1MC - Grow Together over a Cup of Coffee
Looking for opportunities to improve in your business? Then you should attend 1 Million Cups, whether you drink coffee or not. 1 Million Cups, 1MC, was developed by the Kauffman foundation to educate, engage, and connect entrepreneurs with their communities. The program is based on the notion that entrepreneurs discover solutions and network over a million cups of coffee.
The Kauffman Foundation
Based in Kansas City, the Kauffman Foundation was created and endowed by Ewing Marion Kauffman, a successful pharmaceutical entrepreneur and philanthropist. One of the largest private foundations in the United States with an asset base of nearly $2 billion, the foundation is focused on education and entrepreneurship.
The organization has developed numerous resources and programs to support entrepreneurs including Entrepreneurship.org, Founders School, FastTrac, and 1 Million Cups. Entrepreneurship.org is a comprehensive source of information, tools, and resources available to help entrepreneurs operate a business venture, create wealth, and employ people.
Founders School is a robust curriculum of free, online educational resources dedicated to entrepreneurship. FastTrac is a series of workshops delivered through affiliates to entrepreneurs through early stages to growth stage.
Entrepreneurship and Coffee Consumption
How many cups of coffee do entrepreneurs drink while trying to launch a successful startup? This is the question that launched 1MC according to a presentation by C. Taylor Brown, senior program coordinator with the Ewing Marion Kauffman Foundation.
Entrepreneurs network, problem solve, and advance their business ideas better together—and more often than not, there's coffee involved. Launched in 2012, 1MC was formulated around this simple idea to engage entrepreneurs and their communities. Since then, the program has grown to over 100 communities in more than 40 states with an estimated weekly attendance of more than 2,500 people.
A community that would like to launch 1MC must assemble a group to organize and operate the program. The process includes assembling a team of seven to ten Community Organizers and developing a plan that includes a venue, equipment, scheduling and of course coffee. The group applies to the Kauffman Foundation to launch and operate the program according to defined guidelines.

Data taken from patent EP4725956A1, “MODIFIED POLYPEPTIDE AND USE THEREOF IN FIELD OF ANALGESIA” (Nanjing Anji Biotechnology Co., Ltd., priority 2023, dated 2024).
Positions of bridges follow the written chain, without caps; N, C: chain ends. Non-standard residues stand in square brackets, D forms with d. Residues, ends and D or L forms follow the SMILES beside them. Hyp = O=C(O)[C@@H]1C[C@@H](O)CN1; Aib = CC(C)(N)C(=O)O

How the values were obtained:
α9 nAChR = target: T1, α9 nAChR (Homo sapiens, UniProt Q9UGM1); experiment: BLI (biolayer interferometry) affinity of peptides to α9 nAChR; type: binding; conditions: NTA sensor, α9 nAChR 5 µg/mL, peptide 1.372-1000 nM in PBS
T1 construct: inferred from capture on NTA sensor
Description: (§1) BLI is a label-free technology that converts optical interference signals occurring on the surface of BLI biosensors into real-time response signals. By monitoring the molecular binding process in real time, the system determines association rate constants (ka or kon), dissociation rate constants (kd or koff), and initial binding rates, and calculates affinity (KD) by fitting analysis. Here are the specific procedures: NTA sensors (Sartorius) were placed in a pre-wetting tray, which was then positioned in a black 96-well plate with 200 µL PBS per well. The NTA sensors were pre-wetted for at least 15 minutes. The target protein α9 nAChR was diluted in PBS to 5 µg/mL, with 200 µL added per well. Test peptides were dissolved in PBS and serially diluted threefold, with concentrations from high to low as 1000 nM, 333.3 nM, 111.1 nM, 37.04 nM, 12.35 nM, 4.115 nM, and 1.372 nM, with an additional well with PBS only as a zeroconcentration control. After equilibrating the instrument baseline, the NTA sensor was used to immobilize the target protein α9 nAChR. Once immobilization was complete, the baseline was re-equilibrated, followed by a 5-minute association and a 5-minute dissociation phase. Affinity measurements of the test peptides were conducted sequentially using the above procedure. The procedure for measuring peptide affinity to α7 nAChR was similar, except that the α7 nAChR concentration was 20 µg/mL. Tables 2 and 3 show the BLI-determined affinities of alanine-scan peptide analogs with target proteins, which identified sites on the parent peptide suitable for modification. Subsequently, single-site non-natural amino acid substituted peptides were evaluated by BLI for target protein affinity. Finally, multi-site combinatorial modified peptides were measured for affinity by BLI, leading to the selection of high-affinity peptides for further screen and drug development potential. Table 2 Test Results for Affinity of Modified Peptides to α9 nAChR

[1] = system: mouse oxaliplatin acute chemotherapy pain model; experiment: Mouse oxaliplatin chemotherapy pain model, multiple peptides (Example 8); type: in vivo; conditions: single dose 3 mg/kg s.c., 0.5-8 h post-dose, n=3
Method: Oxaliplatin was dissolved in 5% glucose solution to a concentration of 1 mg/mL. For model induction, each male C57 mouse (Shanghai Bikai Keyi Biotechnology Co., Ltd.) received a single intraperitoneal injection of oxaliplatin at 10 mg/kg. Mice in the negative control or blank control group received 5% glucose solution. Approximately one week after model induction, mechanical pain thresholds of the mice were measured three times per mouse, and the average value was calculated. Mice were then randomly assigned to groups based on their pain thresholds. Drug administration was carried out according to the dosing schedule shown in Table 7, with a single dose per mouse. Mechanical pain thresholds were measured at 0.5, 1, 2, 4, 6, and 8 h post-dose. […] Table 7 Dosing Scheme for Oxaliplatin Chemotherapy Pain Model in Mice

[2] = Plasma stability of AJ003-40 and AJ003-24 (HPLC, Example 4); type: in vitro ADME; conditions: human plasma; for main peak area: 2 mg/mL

A team came together and launched the program in Williston in March of this year. The community organizers include Brandy LaDue, Shawn Wenko, Ann Kvande, Barb Peterson, Karissa Kjos, Bob Horab, Liza McLean, Keith Olson, Jason Rojas and Becki Zugg. 1MC is held the first Wednesday of each month at 8:30 a.m. in the Teton Lounge at Williston State College.
One recent presenter was JD Haugrose of Blondie’s, Feed Your Soul Food catering company who heard about 1MC on social media. “At first I was thinking it was a networking group,” related Haugrose. “But after attending my first event I became much more aware of how beneficial the program could have been for our little business from inception.”
To reiterate, 1MC is designed to educate, engage and connect entrepreneurs with their community. “The concept came together for me personally during the question and answer period after I presented,” said Haugrose. “I realized how eager others truly were to learn about the challenges of being a startup and how we overcame those challenges or learned from those failures and how we would have done things differently.”
Value for Attendees
Presenters are not the only ones that benefit from the program. “I enjoy listening to and learning from other business owners as they share their experiences,” stated Kim Wenko, co-owner of Mode Williston.
“It’s a great place for us to talk about our struggles with entrepreneurs that understand the issues we all face,” continued Wenko. “I have made great connections with other business owners in the community and discovered how we can help each other.”
We Need Each Other
While 1MC has begun to create value for those that have participated so far, long-term success of the program is dependent on reaching critical mass. Think about the impact that presenters and attendees have described and then consider Metcalfe’s Law.
Attributed to Robert Metcalfe who developed the Ethernet protocol for telecommunications networks, Metcalfe’s Law states that the value of a telecommunications network is proportional to an exponent of the number of connected devices. To illustrate, a network of two telephones can make one connection, five can make ten connections and ten can make forty five connections.
The law has also been applied to social networks such as AOL and Facebook. As the number of users increases, the value of the network to each user increases exponentially and eventually the inherent or personal value of a social network hits critical mass.
In an IEEE article, Metcalfe explains, "The original point of my law (a 35mm slide circa 1980) was to establish the existence of a cost-value crossover point--critical mass--before which networks don't pay. The trick is to get past that point, to establish critical mass."
It Needs You – You Need It
1MC Williston needs you to hit critical mass and you need to attend to take advantage of this opportunity. I often talk with business owners about making a commitment to carve out time to invest in strategic activities, things outside the day-to-day routine and operations. Whether it is scheduling time to make strategic plans for sales, marketing and new products and services or attending a conference. Time spent in these activities results in personal and organizational growth and 1MC is just such an activity.
Make plans to attend the next 1MC Williston event on Wednesday, June 7, 2017 at 8:30 a.m. in the Teton Lounge at Williston State College. The presenters will be announced soon on Facebook at www.facebook.com/1MCWST